One ex­am­ple oc­curred be­tween 2014 and 2016, when Kong Ling­bin, deputy di­rec­tor of the en­vi­ron­men­tal pro­tec­tion bureau of the Ningxia Hui au­ton­o­mous re­gion, vi­o­lated Party rules and ac­cepted gifts and cash from sub­or­di­nates val­ued at 50,000 yuan, ($7,630) as well as a re­fu­el­ing card for his car worth 5,000 yuan.

Kong was given a se­ri­ous warn­ing by the CPC and his il­licit gains were con­fis­cated.

Mean­while, in Fe­bru­ary last year, Ai Ge­qing, a se­nior of­fi­cial at the pub­lic se­cu­rity bureau in Baoshan, Yun­nan prov­ince, broke Party rules by ac­cept­ing gifts and cash worth 29,530 yuan from 56 peo­ple. She re­ceived the same pun­ish­ment as Kong.

“Our clam­p­down has gained crush­ing mo­men­tum and halted the spread of cor­rup­tion,” Yang said, adding that the task of su­per­vis­ing Party mem­bers and build­ing a loyal, clean and re­spon­si­ble gov­ern­ment will be ar­du­ous.

“We will never let up against graft, and we must es­pe­cially stay alert to any elec­tion fraud dur­ing the Party’s key meet­ing,” he said, re­fer­ring to the 19th Na­tional Congress of the CPC.

When he ad­dressed a CCDI meet­ing ear­lier this year, Pres­i­dent Xi said Party or­ga­ni­za­tions at all lev­els must strengthen their man­age­ment and strictly ad­here to the rules to en­sure healthy elec­tions.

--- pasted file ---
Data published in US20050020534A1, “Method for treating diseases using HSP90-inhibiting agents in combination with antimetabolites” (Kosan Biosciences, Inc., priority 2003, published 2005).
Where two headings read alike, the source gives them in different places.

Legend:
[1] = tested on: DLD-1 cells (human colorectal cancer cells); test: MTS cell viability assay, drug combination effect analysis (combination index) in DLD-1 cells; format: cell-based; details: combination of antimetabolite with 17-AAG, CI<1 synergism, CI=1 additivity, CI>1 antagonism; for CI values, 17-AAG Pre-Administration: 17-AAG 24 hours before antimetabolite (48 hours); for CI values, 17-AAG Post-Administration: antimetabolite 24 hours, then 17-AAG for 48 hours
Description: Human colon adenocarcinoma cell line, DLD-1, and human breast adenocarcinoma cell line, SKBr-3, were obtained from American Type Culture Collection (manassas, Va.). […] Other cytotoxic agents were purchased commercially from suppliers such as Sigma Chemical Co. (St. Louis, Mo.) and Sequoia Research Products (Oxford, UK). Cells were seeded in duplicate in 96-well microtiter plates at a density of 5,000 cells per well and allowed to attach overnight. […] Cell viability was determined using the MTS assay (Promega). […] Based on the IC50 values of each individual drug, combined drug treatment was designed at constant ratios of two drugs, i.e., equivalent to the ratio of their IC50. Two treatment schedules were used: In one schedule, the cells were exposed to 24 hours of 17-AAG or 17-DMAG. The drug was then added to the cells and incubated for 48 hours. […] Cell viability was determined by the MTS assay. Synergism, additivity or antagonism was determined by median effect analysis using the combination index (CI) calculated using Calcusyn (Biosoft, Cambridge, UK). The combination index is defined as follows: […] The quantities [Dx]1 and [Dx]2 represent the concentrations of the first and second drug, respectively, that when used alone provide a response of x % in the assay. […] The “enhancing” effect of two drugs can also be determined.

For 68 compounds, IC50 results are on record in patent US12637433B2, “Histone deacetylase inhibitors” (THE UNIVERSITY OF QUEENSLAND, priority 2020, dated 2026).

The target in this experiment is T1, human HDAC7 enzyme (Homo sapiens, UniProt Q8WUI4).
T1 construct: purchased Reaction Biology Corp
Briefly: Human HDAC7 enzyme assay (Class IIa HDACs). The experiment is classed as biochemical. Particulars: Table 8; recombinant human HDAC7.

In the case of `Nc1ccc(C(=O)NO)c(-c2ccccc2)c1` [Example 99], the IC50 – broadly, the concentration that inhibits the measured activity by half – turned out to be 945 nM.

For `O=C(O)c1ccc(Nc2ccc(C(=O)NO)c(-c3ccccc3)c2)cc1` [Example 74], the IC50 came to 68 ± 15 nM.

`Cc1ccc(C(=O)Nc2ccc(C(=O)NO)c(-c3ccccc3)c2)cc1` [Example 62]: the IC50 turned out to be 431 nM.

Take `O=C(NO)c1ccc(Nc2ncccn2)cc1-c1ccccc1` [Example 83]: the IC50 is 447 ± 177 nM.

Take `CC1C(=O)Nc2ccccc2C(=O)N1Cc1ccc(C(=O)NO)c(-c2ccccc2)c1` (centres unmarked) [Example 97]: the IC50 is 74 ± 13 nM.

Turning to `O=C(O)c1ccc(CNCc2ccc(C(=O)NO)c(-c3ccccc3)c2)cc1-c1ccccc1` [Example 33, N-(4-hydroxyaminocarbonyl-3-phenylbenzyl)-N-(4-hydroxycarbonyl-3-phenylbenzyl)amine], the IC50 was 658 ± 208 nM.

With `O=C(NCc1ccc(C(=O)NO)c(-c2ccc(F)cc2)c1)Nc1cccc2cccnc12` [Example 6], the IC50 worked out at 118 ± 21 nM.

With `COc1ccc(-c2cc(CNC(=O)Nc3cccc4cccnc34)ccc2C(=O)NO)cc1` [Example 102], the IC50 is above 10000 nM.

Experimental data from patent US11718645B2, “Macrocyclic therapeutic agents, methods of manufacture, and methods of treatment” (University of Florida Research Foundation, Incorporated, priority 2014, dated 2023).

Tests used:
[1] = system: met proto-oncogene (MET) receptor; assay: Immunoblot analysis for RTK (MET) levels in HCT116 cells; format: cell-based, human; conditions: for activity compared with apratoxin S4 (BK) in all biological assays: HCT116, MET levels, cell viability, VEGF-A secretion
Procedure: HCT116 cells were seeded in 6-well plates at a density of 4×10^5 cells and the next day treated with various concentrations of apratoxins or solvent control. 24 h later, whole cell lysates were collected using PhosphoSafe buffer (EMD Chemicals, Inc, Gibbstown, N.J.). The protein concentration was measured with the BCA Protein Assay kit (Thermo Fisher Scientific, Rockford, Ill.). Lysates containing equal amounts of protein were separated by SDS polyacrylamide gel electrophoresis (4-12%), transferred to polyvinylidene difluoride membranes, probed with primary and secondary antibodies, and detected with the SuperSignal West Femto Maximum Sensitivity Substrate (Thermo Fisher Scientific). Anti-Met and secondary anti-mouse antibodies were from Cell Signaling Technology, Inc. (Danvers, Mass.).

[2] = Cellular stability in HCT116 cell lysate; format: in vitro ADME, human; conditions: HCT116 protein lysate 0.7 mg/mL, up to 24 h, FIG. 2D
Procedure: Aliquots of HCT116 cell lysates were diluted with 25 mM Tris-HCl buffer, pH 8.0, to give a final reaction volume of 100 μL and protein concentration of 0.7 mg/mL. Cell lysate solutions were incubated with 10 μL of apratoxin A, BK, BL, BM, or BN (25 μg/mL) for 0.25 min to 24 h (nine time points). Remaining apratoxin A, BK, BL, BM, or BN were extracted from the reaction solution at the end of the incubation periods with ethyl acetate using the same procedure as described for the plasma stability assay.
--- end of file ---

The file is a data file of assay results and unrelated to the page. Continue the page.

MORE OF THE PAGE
“Mem­bers who show ex­cel­lent moral­ity and abil­ity should be cho­sen and pro­moted,” he said.

The congress will see the elec­tion of the new lead­er­ship group and her­ald a ma­jor reshuf­fle at var­i­ous lev­els of the CPC and gov­ern­ment.

In a re­cent ed­i­to­rial, Peo­ple’s Daily, the Party’s of­fi­cial news­pa­per, called for zero tol­er­ance to­ward cor­rup­tion dur­ing the elec­tions. “Any mal­prac­tice, such as bribery and so­lic­it­ing or buy­ing votes, should be in­ves­ti­gated and, if proved, se­verely punished,” it said, adding that CPC mem­bers should draw lessons from re­cent po­lit­i­cal scan­dals that harmed the pub­lic in­ter­est and posed se­ri­ous threats to so­cial sta­bil­ity.

One ex­am­ple oc­curred in Liaon­ing prov­ince in 2013, when 523 of the 616 deputies who took part in elec­tions for the pro­vin­cial peo­ple’s congress were sus­pected of of­fer­ing bribes. They all re­signed or were dis­qual­i­fied from tak­ing their seats.